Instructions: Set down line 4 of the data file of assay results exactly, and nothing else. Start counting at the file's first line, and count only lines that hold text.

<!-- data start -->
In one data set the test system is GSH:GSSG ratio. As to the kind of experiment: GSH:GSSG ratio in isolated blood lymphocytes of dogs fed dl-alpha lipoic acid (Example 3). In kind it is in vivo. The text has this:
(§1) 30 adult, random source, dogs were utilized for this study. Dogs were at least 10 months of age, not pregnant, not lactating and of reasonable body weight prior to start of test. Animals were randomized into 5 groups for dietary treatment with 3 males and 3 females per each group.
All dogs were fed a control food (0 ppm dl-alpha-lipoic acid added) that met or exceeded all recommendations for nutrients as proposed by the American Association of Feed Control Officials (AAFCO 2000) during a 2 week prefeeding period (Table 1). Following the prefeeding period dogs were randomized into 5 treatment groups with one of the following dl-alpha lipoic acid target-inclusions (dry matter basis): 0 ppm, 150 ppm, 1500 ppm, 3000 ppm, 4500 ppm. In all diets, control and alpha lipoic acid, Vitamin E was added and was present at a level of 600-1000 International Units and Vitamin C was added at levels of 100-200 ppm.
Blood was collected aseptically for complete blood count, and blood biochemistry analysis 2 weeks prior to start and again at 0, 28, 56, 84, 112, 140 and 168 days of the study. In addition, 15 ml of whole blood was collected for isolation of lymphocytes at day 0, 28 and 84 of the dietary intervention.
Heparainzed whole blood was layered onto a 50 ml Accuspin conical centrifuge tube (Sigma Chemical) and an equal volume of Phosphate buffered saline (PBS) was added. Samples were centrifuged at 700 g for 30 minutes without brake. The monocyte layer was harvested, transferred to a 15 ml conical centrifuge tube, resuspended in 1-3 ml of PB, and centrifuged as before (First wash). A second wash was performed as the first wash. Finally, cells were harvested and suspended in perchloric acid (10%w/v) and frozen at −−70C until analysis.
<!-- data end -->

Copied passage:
Blood was collected aseptically for complete blood count, and blood biochemistry analysis 2 weeks prior to start and again at 0, 28, 56, 84, 112, 140 and 168 days of the study. In addition, 15 ml of whole blood was collected for isolation of lymphocytes at day 0, 28 and 84 of the dietary intervention.